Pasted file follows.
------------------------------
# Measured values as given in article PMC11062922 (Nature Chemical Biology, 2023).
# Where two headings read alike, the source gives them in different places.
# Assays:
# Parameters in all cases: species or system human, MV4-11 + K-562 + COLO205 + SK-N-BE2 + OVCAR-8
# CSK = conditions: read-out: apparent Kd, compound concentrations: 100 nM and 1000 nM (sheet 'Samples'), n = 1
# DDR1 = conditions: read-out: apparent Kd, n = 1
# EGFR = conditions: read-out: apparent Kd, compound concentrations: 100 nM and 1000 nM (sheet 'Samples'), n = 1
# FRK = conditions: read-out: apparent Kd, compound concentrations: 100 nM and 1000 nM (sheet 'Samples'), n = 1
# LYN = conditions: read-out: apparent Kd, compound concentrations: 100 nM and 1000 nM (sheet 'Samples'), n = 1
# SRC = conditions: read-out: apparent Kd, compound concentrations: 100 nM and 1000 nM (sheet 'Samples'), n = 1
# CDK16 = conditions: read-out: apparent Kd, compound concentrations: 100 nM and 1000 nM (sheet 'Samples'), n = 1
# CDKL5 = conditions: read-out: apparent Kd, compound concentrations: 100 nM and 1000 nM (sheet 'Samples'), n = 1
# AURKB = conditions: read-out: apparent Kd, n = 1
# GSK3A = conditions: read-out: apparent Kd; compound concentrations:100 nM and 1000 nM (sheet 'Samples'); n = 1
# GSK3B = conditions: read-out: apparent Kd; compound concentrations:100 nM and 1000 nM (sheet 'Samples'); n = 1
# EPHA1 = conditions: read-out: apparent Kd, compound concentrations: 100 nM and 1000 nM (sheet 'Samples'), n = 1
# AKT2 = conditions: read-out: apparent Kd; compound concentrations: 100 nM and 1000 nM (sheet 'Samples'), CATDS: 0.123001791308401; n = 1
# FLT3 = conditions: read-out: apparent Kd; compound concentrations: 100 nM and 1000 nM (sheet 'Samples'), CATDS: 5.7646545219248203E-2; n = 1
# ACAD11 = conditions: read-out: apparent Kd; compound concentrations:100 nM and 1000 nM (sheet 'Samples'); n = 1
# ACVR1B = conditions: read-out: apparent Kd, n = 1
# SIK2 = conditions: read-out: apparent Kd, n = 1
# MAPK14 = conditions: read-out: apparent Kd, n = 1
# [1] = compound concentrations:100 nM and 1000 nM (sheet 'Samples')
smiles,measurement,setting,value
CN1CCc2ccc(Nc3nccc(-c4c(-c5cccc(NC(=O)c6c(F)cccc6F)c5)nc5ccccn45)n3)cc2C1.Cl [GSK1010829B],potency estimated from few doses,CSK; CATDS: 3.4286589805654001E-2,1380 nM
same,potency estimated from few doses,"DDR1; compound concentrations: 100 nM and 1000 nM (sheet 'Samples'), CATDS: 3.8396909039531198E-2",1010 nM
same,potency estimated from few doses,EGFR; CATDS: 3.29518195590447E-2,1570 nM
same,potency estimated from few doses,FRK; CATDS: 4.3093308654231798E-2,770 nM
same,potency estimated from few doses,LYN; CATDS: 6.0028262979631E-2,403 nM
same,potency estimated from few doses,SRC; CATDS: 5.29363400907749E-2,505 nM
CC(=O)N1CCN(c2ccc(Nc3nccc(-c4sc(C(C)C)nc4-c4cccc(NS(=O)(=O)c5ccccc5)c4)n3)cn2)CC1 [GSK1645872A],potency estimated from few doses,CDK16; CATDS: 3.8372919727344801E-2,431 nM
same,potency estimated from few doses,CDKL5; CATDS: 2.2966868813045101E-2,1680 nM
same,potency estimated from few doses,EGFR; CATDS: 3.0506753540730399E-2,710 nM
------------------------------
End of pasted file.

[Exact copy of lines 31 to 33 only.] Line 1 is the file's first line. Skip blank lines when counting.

CC(=O)N1CCN(c2ccc(Nc3nccc(-c4sc(C(C)C)nc4-c4cccc(NS(=O)(=O)c5ccccc5)c4)n3)cn2)CC1 [GSK1645872A],potency estimated from few doses,CDK16; CATDS: 3.8372919727344801E-2,431 nM
same,potency estimated from few doses,CDKL5; CATDS: 2.2966868813045101E-2,1680 nM
same,potency estimated from few doses,EGFR; CATDS: 3.0506753540730399E-2,710 nM